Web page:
Hypokalemia is reported to occur in approximately 3 to 4 percent of patients with diabetic ketoacidosis (DKA). To prevent complications of severe hypokalemia, the American Diabetes Association (ADA) treatment guidelines recommend ensuring that serum potassium levels are > 3.3 mEq/L prior to initiation of insulin in the treatment of DKA. To access this article, please choose from the options below Society Members, full access to the journal is a member benefit. Use your society credentials to access all journal content and features Continue reading >>

Prime Pubmed | Profound Hypokalemia Associated With Severe Diabetic Ketoacidosi

Prime Pubmed | Profound Hypokalemia Associated With Severe Diabetic Ketoacidosi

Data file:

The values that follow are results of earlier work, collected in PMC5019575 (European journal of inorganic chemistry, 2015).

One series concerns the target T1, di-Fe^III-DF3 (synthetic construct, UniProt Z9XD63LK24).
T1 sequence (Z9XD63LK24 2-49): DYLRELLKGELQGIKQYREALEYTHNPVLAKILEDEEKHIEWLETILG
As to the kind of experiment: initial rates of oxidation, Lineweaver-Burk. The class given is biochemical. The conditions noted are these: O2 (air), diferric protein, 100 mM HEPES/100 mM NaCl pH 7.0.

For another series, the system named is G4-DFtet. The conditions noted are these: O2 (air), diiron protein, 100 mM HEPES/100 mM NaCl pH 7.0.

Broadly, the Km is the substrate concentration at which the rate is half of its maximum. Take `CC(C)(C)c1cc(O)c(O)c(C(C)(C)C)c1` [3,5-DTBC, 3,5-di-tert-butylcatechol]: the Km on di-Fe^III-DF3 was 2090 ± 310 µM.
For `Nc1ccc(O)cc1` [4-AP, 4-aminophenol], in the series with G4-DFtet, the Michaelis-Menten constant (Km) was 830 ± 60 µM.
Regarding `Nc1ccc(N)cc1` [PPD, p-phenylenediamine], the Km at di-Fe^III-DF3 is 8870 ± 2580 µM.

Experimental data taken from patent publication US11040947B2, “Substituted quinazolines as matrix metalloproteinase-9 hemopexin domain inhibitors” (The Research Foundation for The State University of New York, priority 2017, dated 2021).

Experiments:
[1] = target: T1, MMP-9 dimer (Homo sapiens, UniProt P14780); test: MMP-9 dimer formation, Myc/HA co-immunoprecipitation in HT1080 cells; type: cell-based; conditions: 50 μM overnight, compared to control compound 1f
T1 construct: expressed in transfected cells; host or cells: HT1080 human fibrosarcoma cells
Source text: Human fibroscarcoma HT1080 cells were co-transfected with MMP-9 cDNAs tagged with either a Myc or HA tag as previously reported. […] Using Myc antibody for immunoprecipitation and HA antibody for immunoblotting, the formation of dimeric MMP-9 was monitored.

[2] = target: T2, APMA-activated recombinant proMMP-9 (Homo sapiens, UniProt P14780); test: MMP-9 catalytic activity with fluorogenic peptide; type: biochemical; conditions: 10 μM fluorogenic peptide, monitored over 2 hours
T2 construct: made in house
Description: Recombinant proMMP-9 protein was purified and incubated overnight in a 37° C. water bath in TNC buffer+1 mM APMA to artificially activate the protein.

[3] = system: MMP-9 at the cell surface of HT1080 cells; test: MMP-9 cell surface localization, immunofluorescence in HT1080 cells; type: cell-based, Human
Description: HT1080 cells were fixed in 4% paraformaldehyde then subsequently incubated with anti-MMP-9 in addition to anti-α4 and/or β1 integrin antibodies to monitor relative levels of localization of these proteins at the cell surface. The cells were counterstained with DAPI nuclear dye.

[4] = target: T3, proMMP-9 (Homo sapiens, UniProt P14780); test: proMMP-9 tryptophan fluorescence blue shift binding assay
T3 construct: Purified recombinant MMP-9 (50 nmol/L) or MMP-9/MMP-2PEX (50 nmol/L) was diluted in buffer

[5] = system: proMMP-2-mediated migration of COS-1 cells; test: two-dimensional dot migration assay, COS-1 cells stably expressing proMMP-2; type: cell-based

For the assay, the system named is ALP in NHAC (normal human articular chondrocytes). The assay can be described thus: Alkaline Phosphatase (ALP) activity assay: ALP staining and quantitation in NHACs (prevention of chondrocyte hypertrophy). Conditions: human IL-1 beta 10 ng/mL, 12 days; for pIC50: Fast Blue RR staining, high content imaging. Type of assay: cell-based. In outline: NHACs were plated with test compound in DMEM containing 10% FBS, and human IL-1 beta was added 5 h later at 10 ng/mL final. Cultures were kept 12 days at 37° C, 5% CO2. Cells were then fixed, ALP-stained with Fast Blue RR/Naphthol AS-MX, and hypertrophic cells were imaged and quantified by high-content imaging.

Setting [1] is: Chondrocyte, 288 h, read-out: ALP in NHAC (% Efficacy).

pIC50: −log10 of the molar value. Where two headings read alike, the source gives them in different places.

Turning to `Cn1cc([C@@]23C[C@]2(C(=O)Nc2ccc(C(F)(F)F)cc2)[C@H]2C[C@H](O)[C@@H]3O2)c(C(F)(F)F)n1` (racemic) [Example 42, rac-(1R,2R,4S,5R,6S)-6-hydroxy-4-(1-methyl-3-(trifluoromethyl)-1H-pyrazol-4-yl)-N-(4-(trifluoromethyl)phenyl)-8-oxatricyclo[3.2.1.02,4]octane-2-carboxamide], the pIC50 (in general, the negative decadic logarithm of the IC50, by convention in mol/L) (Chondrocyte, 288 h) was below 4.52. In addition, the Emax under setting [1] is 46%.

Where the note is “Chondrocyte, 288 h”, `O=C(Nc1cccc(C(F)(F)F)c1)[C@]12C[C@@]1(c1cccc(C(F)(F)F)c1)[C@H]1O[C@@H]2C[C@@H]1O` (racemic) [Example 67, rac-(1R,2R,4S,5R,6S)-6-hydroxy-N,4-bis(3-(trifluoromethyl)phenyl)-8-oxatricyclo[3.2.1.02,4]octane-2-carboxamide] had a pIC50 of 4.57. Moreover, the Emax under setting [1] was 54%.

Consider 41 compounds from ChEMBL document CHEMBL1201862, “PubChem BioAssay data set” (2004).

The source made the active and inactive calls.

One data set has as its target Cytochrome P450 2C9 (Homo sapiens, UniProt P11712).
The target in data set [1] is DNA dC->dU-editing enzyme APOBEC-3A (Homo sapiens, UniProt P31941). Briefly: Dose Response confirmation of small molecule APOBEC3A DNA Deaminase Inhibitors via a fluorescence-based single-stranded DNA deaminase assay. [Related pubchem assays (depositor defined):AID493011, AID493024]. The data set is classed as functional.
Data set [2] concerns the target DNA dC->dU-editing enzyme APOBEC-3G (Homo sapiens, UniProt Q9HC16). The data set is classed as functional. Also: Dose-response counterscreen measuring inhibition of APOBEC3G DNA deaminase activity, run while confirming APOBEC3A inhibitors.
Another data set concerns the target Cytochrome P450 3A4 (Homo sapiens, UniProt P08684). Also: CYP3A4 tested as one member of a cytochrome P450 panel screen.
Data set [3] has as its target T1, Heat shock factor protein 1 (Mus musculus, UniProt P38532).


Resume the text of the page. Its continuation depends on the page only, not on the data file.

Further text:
Hypokalemia is common during the treatment of diabetic ketoacidosis (DKA); however, severe hypokalemia at presentation prior to insulin treatment is exceedingly uncommon. A previously healthy 8-yr-old female presented with new onset type 1 diabetes mellitus, severe DKA (pH = 6.98), and profound hypokalemia (serum K = 1.3 mmol/L) accompanied by cardiac dysrhythmia. Insulin therapy was delayed for 9 h to allow replenishment of potassium to safe serum levels. Meticulous intensive care management resulted in complete recovery. This case highlights the importance of measuring serum potassium levels prior to initiating insulin therapy in DKA, judicious fluid and electrolyte management, as well as delaying and/or reducing insulin infusion rates in the setting of severe hypokalemia. Davis, Shanlee M., et al. "Profound Hypokalemia Associated With Severe Diabetic Ketoacidosis." Pediatric Diabetes, vol. 17, no. 1, 2016, pp. 61-5. Davis SM, Maddux AB, Alonso GT, et al. Profound hypokalemia associated with severe diabetic ketoacidosis. Pediatr Diabetes. 2016;17(1):61-5. Davis, S. M., Maddux, A. B., Alonso, G. T., Okada, C. R., Mourani, P. M., & Maahs, D. M. (2016). Profound hypokalemia associated with severe diabetic ketoacidosis. Pediatric Diabetes, 17(1), pp. 61-5. doi:10.1111/pedi.12246. Davis SM, et al. Profound Hypokalemia Associated With Severe Diabetic Ketoacidosis. Pediatr Diabetes. 2016;17(1):61-5. PubMed PMID: 25430801. * Article titles in AMA citation format should be in sentence-case TY - JOURT1 - Profound hypokalemia associated with severe diabetic ketoacidosis.AU - Davis,Shanlee M,AU - Maddux,Aline B,AU - Alonso,Guy T,AU - Okada,Carol R,AU - Mourani,Peter M,AU - Maahs,David M,Y1 - 2014/11/27/PY - 2014/07/09/receivedPY - 2014/10/29/revisedPY - 2014/10/30/acceptedPY - 2 Continue reading >>